Yes, it’s been a while, but I’m back. I was completely consumed by the work in a startup called Onist, where I was doing full-stack JS using Meteor, Node and Redis.
Now that I’m back to RESTfull APIs, sane client-side JS and good old angular, I can take a moment to reflect on my experience with Meteor.
Meteor is amazing!
- Full stack JS
- Tracker (genius idea!)
- Fibers on the server
- Code reuse across client and server
- Observing DB changes (mongo)
But there are few challenges with Meteor (and some are really annoying):
- global namespace
- proprietary packaging system (as opposed to NPM)
- no unit-testing infrastructure
- blaze framework
- hard to control reactive updates
(Some are changing as we speak, which is great…)
Lets have are closer look…
Well, there is not much to say bout this. Its just bad. First of all, it forces you to use really long names for your entities. But the most importantly - its really hard to test. Every time you want to test a component you have to recreate (mock) all the global dependencies!
While its possible to use NPM with meteor, its really cumbersome, and meteor’s own packaging is nothing like NPM. Meteor’s own package repository hosts adopted versions of some NPM packages, but they are always few versions behind. Fortunately MDG has recognized this (after long and continuous resistance), and NPM will be supported as a first class citizen.
No unit-testing infrastructure
This is probably the most annoying thing about Meteor. Its actually unbelievable that an engineering masterpiece such as Meteor wasn’t built with unit testing in mind. Globally scoped dependencies makes it even harder to unit test anything. Fortunately JS is very dynamic, and lets you work around this obstacle by mocking global dependencies. I might talk more about it in my next blog.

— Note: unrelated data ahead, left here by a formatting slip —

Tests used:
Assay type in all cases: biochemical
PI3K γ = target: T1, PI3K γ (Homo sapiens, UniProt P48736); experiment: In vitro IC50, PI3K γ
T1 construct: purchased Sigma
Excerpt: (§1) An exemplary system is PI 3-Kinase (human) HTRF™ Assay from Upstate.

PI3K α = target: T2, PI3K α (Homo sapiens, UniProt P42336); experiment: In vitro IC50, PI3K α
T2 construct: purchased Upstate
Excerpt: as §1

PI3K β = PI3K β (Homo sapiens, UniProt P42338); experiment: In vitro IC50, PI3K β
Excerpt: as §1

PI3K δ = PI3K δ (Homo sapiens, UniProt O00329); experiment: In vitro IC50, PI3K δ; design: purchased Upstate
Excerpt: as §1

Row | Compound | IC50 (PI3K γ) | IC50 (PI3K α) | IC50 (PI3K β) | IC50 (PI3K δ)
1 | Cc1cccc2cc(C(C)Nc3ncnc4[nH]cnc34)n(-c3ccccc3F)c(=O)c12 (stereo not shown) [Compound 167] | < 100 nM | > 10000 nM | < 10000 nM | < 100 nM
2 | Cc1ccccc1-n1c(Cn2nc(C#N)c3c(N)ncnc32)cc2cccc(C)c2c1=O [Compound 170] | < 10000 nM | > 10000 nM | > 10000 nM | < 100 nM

Blaze UI framework
Blaze is pretty powerful, very flexible and lets you build UI with reusable components very fast. Unfortunately as the hierarchy of blaze components grows, its really hard to understand whats going on, especially given the reactive nature of Meteor. Blaze API is also very confusing with a lot of different ways to do the same thing. And some simple things are hard to do, like sharing state across components. Fortunately Blaze is being replaced with more mature alternatives like React or Angular.
Hard to control reactive updates
Reactive state changes are unpredictable, which might be not what you want your user’s experience to be. On one hand, its pretty powerful to update your UI reactively when state changes on the backend, but on the other, you have to build some kind of UX to not surprise your user with unexpected updates.
Meteor is very powerful, and as you know, with great power comes great responsibility. You can build powerful things with Meteor, but it requires a skill to make those powerful things elegant and maintainable.
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